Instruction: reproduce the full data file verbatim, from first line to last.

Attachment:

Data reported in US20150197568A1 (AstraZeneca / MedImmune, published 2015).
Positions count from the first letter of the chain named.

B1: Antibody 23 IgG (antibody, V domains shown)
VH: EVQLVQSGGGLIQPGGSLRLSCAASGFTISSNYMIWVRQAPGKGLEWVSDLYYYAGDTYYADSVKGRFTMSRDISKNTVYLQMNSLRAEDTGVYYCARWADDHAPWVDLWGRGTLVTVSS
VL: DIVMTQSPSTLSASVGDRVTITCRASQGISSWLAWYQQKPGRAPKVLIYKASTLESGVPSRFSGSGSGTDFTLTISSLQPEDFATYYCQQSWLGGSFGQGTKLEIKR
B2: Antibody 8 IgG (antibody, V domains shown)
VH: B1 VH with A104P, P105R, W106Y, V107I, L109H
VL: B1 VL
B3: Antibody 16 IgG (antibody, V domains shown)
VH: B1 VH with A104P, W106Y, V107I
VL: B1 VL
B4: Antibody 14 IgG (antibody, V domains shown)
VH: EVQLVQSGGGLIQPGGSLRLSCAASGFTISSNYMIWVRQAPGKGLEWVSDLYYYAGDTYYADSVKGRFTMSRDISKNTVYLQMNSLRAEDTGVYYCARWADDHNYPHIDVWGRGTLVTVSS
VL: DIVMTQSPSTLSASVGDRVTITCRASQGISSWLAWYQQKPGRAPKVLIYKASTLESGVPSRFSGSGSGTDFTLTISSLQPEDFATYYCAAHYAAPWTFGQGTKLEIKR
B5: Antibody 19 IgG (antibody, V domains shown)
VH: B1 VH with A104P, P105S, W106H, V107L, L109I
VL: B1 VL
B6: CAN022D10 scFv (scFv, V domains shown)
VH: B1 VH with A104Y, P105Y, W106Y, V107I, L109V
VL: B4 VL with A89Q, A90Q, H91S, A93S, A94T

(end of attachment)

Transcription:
Data reported in US20150197568A1 (AstraZeneca / MedImmune, published 2015).
Positions count from the first letter of the chain named.

B1: Antibody 23 IgG (antibody, V domains shown)
VH: EVQLVQSGGGLIQPGGSLRLSCAASGFTISSNYMIWVRQAPGKGLEWVSDLYYYAGDTYYADSVKGRFTMSRDISKNTVYLQMNSLRAEDTGVYYCARWADDHAPWVDLWGRGTLVTVSS
VL: DIVMTQSPSTLSASVGDRVTITCRASQGISSWLAWYQQKPGRAPKVLIYKASTLESGVPSRFSGSGSGTDFTLTISSLQPEDFATYYCQQSWLGGSFGQGTKLEIKR
B2: Antibody 8 IgG (antibody, V domains shown)
VH: B1 VH with A104P, P105R, W106Y, V107I, L109H
VL: B1 VL
B3: Antibody 16 IgG (antibody, V domains shown)
VH: B1 VH with A104P, W106Y, V107I
VL: B1 VL
B4: Antibody 14 IgG (antibody, V domains shown)
VH: EVQLVQSGGGLIQPGGSLRLSCAASGFTISSNYMIWVRQAPGKGLEWVSDLYYYAGDTYYADSVKGRFTMSRDISKNTVYLQMNSLRAEDTGVYYCARWADDHNYPHIDVWGRGTLVTVSS
VL: DIVMTQSPSTLSASVGDRVTITCRASQGISSWLAWYQQKPGRAPKVLIYKASTLESGVPSRFSGSGSGTDFTLTISSLQPEDFATYYCAAHYAAPWTFGQGTKLEIKR
B5: Antibody 19 IgG (antibody, V domains shown)
VH: B1 VH with A104P, P105S, W106H, V107L, L109I
VL: B1 VL
B6: CAN022D10 scFv (scFv, V domains shown)
VH: B1 VH with A104Y, P105Y, W106Y, V107I, L109V
VL: B4 VL with A89Q, A90Q, H91S, A93S, A94T